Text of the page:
The Indiana General Assembly is moving rapidly through the second half of session as senators face a February 23 committee hearing deadline. Legislation that moves through the second house without amendments will proceed to the governor for final consideration. Bills amended by the opposite chamber must return to the house of origin for consideration of changes made. This summary highlights some of the bills now moving through the Senate.
The Senate Tax and Fiscal Policy Committee approved HB 1141, which would restore the state sales tax exemption that expired in 2009 for home energy assistance acquired through the Low-Income Home Energy Assistance Program (LIHEAP). Under the bill, the home energy costs paid through the program would be exempt from June 30, 2012, to July 1, 2020. The state sales tax exemption allows more of the assistance funds to go directly to utility costs and weatherization efforts.
Indiana’s program is divided into two components: the Energy Assistance Program and the Weatherization Assistance Program. The program is primarily funded through the federal LIHEAP block grant.
Households earning up to 150 percent of the federal poverty level are eligible for assistance through LIHEAP. The most vulnerable persons—the disabled, elderly, and households with a child under six years of age—are given top priority. LIHEAP offset the costs of heating for approximately 168,000 low-income households in Indiana last year.
The Senate Committee on Education and Career Development approved several bills including the following:
HB 1134 would prohibit school districts from charging families for the cost of bus services to and from school. The proposal is in response to recent student transportation problems experienced by several school districts including Franklin Township Schools in Marion County. After parents rejected a referendum that would have brought in additional funding last year for the school district, which faces an $8 million budget shortfall, its bus service for the 2012-2013 school year was outsourced to a company that charged parents a transportation fee of $47.50 per month for the first child and $40.50 for each additional child. Other schools around the state are experiencing similar budget shortfalls due in part to the removal of school funding from property taxes under the tax cap plan and referendum requirements approved by the 2008 General Assembly. School transportation budgets and construction projects continue to be funded through property taxes, while operating budgets are now determined by the state. As amended in the committee, the bill does allow a school corporation or educational service center to charge a fee for transportation to an athletic, social, or other school sponsored extracurricular function.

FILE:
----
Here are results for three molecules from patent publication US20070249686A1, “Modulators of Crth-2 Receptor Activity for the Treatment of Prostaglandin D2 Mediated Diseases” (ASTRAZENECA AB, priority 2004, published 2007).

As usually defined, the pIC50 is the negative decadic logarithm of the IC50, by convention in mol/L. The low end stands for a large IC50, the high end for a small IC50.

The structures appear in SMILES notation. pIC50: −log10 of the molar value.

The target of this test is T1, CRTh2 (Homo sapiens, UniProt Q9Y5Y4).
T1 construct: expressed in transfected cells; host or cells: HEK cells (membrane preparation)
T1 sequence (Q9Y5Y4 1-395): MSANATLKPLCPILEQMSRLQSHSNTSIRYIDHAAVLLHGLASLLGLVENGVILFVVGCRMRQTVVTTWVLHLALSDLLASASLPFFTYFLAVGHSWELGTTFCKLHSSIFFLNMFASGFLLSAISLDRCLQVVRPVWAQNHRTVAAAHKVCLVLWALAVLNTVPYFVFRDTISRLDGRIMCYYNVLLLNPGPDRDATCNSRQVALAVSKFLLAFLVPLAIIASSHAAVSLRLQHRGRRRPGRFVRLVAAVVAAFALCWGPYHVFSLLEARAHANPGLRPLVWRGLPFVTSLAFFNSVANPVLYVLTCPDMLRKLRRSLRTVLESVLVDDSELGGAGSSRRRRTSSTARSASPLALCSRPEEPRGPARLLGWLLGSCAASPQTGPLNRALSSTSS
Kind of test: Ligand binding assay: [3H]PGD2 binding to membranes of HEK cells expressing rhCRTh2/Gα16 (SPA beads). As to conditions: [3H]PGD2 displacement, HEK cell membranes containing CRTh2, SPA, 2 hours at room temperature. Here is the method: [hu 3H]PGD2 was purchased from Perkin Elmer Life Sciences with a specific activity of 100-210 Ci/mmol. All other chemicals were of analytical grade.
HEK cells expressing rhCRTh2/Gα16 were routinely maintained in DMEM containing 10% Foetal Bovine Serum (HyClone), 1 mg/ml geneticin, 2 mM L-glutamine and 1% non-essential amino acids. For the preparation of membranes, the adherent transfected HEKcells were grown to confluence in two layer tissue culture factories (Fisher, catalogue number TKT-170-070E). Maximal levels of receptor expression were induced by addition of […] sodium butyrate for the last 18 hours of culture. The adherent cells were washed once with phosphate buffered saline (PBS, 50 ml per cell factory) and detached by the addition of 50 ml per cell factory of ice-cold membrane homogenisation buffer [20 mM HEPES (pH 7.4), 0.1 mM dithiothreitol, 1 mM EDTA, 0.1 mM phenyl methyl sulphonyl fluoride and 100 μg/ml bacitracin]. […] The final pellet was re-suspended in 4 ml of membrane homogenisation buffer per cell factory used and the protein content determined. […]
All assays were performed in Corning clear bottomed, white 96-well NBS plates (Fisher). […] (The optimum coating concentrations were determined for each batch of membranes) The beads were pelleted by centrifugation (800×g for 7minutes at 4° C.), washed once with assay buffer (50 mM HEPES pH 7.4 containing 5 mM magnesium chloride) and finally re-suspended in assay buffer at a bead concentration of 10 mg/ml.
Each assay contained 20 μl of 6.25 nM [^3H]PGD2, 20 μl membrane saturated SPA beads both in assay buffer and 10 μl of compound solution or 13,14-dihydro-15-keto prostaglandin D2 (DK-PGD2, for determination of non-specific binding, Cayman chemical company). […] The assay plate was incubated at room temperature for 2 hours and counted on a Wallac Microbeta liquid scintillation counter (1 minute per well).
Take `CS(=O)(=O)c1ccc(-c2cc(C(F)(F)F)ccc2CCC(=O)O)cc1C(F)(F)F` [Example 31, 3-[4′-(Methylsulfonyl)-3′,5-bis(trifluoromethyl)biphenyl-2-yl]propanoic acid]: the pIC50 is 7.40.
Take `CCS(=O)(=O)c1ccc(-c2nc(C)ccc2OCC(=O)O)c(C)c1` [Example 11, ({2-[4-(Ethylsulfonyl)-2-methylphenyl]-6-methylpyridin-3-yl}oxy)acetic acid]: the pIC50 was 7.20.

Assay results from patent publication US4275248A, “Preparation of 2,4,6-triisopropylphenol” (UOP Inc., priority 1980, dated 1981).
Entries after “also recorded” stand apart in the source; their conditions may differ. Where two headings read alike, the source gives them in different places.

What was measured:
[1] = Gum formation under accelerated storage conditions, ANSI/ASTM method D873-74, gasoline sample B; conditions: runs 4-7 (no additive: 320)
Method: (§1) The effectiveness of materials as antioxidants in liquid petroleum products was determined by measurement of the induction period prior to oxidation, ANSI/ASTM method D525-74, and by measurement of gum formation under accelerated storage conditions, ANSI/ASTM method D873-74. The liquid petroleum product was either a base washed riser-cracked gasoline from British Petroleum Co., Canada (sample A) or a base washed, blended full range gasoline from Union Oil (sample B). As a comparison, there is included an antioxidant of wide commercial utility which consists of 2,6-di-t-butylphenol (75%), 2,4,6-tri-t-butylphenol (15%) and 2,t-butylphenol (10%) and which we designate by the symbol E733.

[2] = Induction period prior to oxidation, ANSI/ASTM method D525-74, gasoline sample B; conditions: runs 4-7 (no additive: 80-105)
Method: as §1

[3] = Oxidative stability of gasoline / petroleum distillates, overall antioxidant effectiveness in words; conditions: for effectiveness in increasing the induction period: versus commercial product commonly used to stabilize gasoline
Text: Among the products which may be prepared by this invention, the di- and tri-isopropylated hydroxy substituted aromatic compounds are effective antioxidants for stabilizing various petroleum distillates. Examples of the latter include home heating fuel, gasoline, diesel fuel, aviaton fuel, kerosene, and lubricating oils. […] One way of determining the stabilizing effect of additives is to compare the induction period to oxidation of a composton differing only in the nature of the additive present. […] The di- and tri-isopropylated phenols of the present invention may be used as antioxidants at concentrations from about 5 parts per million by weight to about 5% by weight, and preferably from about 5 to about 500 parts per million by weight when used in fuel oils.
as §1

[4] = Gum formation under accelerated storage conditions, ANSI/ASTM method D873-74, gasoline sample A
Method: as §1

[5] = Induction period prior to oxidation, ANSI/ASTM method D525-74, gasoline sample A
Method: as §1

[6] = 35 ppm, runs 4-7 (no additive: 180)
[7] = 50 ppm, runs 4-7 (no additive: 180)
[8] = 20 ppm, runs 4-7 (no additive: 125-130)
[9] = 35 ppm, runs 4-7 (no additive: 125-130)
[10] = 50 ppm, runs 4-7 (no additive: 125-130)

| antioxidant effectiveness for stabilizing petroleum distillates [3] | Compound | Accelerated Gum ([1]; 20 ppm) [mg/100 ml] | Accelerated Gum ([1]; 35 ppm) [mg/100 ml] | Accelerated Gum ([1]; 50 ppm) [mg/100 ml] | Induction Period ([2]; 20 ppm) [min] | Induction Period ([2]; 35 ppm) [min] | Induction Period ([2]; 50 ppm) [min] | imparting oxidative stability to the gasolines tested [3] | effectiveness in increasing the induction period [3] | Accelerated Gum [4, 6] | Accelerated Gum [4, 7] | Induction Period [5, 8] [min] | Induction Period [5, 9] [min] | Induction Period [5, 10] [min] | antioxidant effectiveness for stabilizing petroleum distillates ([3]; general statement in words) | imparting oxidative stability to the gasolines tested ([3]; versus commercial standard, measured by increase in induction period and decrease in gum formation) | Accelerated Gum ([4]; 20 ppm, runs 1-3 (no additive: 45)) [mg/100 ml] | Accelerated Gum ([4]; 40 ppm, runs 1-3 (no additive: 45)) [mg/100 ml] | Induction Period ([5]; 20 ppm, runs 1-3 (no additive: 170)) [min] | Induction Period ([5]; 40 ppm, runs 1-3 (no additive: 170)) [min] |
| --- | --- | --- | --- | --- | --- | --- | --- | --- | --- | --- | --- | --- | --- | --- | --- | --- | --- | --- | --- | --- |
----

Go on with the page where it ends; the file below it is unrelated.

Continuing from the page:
HB 1220 would provide the Indiana Commission for Higher Education with the authority to approve or disapprove existing or new certificate, associate, baccalaureate, or graduate degrees at state universities and colleges. The legislation would require each state educational institution to review its undergraduate degree programs to determine the number of credit hours required for the degree and to report the results to the commission, including a justification for any associate degree program of more than 60 hours or baccalaureate degree program of more than 120 hours.
These education initiatives now advance to the Senate floor for consideration by the full body.
To stay informed about bills moving through the General Assembly or to track legislation, log on to www.in.gov/legislative. From this site, you can also watch House and Senate committee hearings and session floor debate.